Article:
Federal prosecutors said Friday that they have charged 32 South Texas residents with bilking insurer Aflac out of $3 million over a decade by faking a variety of minor injuries _ including burning an arm while making tortillas and injuring a leg while feeding a dog.
The 32 include a police officer, teachers and county employees. They face fraud and conspiracy charges for making the fake minor injury claims.
Those charged bought accident insurance and with the help of two Reynosa, Mexico, doctors filed minor injury claims thought too small to draw suspicion. In return, the border-city doctors received small kickbacks, according to the indictments.
"Greed, simple and pure, has allegedly driven a police officer, teachers, county government employees and others to participate in a multi-million dollar insurance fraud," said U.S. Attorney Jose Angel Moreno in a prepared statement.
Federal investigators dubbed the case "Operation Sitting Duck," a play on the insurer's feathered mascot.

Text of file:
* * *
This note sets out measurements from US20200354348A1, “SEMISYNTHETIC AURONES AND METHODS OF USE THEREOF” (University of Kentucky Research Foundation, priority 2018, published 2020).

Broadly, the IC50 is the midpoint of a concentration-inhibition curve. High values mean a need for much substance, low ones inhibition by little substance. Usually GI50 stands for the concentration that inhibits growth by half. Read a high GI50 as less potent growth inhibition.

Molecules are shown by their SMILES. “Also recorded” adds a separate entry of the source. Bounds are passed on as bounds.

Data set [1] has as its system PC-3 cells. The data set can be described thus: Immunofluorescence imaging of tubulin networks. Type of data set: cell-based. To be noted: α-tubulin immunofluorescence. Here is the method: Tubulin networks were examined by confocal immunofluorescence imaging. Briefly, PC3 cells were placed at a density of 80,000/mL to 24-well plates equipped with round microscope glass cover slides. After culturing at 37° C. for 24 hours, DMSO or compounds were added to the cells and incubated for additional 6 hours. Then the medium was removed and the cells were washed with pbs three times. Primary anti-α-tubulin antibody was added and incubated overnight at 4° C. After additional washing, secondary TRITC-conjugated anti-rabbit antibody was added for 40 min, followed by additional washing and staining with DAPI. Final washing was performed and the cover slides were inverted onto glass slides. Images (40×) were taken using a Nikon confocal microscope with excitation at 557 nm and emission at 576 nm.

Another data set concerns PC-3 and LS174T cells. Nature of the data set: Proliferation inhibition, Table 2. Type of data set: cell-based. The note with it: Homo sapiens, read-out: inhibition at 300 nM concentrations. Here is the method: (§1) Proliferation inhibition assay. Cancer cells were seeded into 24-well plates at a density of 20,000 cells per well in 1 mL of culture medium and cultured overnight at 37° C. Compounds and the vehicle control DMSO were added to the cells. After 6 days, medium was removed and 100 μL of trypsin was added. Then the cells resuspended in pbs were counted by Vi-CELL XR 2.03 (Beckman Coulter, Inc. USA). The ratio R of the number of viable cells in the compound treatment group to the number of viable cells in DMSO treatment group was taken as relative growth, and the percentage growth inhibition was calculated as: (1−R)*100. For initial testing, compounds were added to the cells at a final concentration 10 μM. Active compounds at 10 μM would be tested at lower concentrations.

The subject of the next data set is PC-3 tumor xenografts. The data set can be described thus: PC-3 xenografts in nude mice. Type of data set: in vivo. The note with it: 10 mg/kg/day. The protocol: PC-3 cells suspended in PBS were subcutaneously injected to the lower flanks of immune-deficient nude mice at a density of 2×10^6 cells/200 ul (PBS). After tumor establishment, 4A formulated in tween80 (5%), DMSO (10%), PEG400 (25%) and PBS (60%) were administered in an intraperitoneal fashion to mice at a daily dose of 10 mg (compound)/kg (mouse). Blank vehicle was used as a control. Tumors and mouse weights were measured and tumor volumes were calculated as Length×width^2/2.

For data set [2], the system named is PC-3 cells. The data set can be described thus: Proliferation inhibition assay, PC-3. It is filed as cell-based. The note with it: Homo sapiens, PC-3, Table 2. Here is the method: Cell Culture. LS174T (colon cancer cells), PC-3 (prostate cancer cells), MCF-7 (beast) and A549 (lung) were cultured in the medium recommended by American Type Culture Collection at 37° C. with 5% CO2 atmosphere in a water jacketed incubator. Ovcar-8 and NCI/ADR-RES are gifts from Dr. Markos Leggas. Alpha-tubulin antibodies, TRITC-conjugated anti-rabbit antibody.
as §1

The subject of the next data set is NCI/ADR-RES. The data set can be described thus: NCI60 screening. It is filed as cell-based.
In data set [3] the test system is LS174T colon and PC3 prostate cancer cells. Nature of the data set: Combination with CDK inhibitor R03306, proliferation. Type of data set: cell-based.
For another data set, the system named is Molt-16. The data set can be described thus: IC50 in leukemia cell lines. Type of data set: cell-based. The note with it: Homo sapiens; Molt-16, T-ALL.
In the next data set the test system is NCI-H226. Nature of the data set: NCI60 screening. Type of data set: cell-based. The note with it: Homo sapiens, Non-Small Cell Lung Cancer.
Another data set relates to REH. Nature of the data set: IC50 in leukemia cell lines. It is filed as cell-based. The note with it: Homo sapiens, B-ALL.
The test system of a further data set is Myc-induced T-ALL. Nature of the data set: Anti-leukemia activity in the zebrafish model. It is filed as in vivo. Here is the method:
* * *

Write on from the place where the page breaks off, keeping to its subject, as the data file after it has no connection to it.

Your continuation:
The accused submitted about 21,600 fraudulent claims between July 2001 and April 2010, according to the indictment. The doctors coached those filing claims to keep the injuries minor to avoid requests from the insurer for X-rays or medical tests, according to the indictment.
If convicted, each could face up to 20 years in prison for each count of conspiracy and wire fraud. Some indictments remain partially sealed, so more arrests are possible.
"The indictments stemming from the alleged fraud ring in Texas followed lengthy investigations and cooperation with law enforcement to maximize results," said Jon Sullivan, spokesman for the Columbus, Ga.-based insurer. "We would like to thank the FBI and the U.S. Attorney's office for their diligence in protecting the best interest our policyholders."